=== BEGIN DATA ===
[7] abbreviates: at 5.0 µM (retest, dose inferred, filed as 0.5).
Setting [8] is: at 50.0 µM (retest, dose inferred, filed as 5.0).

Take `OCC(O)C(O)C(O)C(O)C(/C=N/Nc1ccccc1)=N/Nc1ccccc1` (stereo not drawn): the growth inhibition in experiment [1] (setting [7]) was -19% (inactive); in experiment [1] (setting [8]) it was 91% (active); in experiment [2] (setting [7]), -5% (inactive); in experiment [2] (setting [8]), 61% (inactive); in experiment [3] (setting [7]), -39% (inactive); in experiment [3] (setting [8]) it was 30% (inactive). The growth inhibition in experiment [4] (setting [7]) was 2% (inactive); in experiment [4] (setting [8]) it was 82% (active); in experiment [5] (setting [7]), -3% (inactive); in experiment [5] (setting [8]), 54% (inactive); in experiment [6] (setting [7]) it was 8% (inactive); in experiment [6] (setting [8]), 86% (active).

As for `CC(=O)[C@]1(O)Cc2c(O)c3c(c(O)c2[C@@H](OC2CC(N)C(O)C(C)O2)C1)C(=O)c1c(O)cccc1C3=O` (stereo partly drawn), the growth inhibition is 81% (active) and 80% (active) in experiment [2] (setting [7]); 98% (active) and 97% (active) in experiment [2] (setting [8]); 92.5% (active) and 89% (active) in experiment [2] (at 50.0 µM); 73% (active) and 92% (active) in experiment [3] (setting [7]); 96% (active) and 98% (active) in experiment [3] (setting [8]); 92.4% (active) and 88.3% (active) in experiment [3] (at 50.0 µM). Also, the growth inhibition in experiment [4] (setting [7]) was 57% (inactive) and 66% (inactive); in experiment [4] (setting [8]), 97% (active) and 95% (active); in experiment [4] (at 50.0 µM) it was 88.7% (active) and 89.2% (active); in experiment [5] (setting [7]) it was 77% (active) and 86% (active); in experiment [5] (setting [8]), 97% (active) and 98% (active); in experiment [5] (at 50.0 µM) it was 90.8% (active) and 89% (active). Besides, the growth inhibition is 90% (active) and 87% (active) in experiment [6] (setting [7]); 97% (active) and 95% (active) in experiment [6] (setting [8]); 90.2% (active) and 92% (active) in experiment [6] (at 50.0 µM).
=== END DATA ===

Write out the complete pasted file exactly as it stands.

[7] abbreviates: at 5.0 µM (retest, dose inferred, filed as 0.5).
Setting [8] is: at 50.0 µM (retest, dose inferred, filed as 5.0).

Take `OCC(O)C(O)C(O)C(O)C(/C=N/Nc1ccccc1)=N/Nc1ccccc1` (stereo not drawn): the growth inhibition in experiment [1] (setting [7]) was -19% (inactive); in experiment [1] (setting [8]) it was 91% (active); in experiment [2] (setting [7]), -5% (inactive); in experiment [2] (setting [8]), 61% (inactive); in experiment [3] (setting [7]), -39% (inactive); in experiment [3] (setting [8]) it was 30% (inactive). The growth inhibition in experiment [4] (setting [7]) was 2% (inactive); in experiment [4] (setting [8]) it was 82% (active); in experiment [5] (setting [7]), -3% (inactive); in experiment [5] (setting [8]), 54% (inactive); in experiment [6] (setting [7]) it was 8% (inactive); in experiment [6] (setting [8]), 86% (active).

As for `CC(=O)[C@]1(O)Cc2c(O)c3c(c(O)c2[C@@H](OC2CC(N)C(O)C(C)O2)C1)C(=O)c1c(O)cccc1C3=O` (stereo partly drawn), the growth inhibition is 81% (active) and 80% (active) in experiment [2] (setting [7]); 98% (active) and 97% (active) in experiment [2] (setting [8]); 92.5% (active) and 89% (active) in experiment [2] (at 50.0 µM); 73% (active) and 92% (active) in experiment [3] (setting [7]); 96% (active) and 98% (active) in experiment [3] (setting [8]); 92.4% (active) and 88.3% (active) in experiment [3] (at 50.0 µM). Also, the growth inhibition in experiment [4] (setting [7]) was 57% (inactive) and 66% (inactive); in experiment [4] (setting [8]), 97% (active) and 95% (active); in experiment [4] (at 50.0 µM) it was 88.7% (active) and 89.2% (active); in experiment [5] (setting [7]) it was 77% (active) and 86% (active); in experiment [5] (setting [8]), 97% (active) and 98% (active); in experiment [5] (at 50.0 µM) it was 90.8% (active) and 89% (active). Besides, the growth inhibition is 90% (active) and 87% (active) in experiment [6] (setting [7]); 97% (active) and 95% (active) in experiment [6] (setting [8]); 90.2% (active) and 92% (active) in experiment [6] (at 50.0 µM).